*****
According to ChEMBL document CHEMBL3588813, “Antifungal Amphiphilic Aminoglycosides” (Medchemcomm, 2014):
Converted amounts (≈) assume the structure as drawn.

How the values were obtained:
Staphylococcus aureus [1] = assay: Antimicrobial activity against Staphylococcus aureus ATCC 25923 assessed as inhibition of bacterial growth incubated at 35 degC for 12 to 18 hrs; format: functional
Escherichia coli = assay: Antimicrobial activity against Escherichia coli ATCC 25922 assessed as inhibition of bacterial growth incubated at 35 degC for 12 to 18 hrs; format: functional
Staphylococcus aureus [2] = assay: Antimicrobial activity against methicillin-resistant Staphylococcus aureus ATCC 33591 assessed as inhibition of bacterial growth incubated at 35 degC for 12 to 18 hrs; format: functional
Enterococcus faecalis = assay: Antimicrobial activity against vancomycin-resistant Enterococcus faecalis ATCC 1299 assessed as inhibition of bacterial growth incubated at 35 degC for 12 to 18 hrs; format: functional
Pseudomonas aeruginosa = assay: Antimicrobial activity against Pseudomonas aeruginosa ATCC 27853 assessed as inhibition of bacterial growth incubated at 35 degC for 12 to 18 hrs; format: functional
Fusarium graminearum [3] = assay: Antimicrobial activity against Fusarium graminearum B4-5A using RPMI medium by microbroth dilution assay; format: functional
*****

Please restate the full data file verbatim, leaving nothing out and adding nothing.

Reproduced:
According to ChEMBL document CHEMBL3588813, “Antifungal Amphiphilic Aminoglycosides” (Medchemcomm, 2014):
Converted amounts (≈) assume the structure as drawn.

How the values were obtained:
Staphylococcus aureus [1] = assay: Antimicrobial activity against Staphylococcus aureus ATCC 25923 assessed as inhibition of bacterial growth incubated at 35 degC for 12 to 18 hrs; format: functional
Escherichia coli = assay: Antimicrobial activity against Escherichia coli ATCC 25922 assessed as inhibition of bacterial growth incubated at 35 degC for 12 to 18 hrs; format: functional
Staphylococcus aureus [2] = assay: Antimicrobial activity against methicillin-resistant Staphylococcus aureus ATCC 33591 assessed as inhibition of bacterial growth incubated at 35 degC for 12 to 18 hrs; format: functional
Enterococcus faecalis = assay: Antimicrobial activity against vancomycin-resistant Enterococcus faecalis ATCC 1299 assessed as inhibition of bacterial growth incubated at 35 degC for 12 to 18 hrs; format: functional
Pseudomonas aeruginosa = assay: Antimicrobial activity against Pseudomonas aeruginosa ATCC 27853 assessed as inhibition of bacterial growth incubated at 35 degC for 12 to 18 hrs; format: functional
Fusarium graminearum [3] = assay: Antimicrobial activity against Fusarium graminearum B4-5A using RPMI medium by microbroth dilution assay; format: functional